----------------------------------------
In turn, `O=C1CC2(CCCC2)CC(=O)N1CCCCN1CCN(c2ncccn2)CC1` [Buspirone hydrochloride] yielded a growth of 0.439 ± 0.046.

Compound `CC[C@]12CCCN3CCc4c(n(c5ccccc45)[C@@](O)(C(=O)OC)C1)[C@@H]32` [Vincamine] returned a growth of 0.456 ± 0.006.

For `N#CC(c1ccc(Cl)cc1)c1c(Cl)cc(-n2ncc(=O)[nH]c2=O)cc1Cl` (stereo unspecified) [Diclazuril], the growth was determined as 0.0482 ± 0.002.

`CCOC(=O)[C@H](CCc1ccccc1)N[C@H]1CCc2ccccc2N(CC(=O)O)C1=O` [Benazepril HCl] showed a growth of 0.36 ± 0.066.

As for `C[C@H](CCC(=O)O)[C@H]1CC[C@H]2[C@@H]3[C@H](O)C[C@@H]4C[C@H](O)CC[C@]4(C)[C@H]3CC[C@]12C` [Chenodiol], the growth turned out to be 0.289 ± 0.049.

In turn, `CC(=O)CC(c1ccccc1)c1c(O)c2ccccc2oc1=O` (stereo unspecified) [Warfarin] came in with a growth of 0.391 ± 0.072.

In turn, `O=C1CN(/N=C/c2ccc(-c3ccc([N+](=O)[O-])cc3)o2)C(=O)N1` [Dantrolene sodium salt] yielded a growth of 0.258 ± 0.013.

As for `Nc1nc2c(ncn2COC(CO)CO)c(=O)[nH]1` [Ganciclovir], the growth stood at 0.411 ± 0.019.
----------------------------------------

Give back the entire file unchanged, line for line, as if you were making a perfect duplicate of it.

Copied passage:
In turn, `O=C1CC2(CCCC2)CC(=O)N1CCCCN1CCN(c2ncccn2)CC1` [Buspirone hydrochloride] yielded a growth of 0.439 ± 0.046.

Compound `CC[C@]12CCCN3CCc4c(n(c5ccccc45)[C@@](O)(C(=O)OC)C1)[C@@H]32` [Vincamine] returned a growth of 0.456 ± 0.006.

For `N#CC(c1ccc(Cl)cc1)c1c(Cl)cc(-n2ncc(=O)[nH]c2=O)cc1Cl` (stereo unspecified) [Diclazuril], the growth was determined as 0.0482 ± 0.002.

`CCOC(=O)[C@H](CCc1ccccc1)N[C@H]1CCc2ccccc2N(CC(=O)O)C1=O` [Benazepril HCl] showed a growth of 0.36 ± 0.066.

As for `C[C@H](CCC(=O)O)[C@H]1CC[C@H]2[C@@H]3[C@H](O)C[C@@H]4C[C@H](O)CC[C@]4(C)[C@H]3CC[C@]12C` [Chenodiol], the growth turned out to be 0.289 ± 0.049.

In turn, `CC(=O)CC(c1ccccc1)c1c(O)c2ccccc2oc1=O` (stereo unspecified) [Warfarin] came in with a growth of 0.391 ± 0.072.

In turn, `O=C1CN(/N=C/c2ccc(-c3ccc([N+](=O)[O-])cc3)o2)C(=O)N1` [Dantrolene sodium salt] yielded a growth of 0.258 ± 0.013.

As for `Nc1nc2c(ncn2COC(CO)CO)c(=O)[nH]1` [Ganciclovir], the growth stood at 0.411 ± 0.019.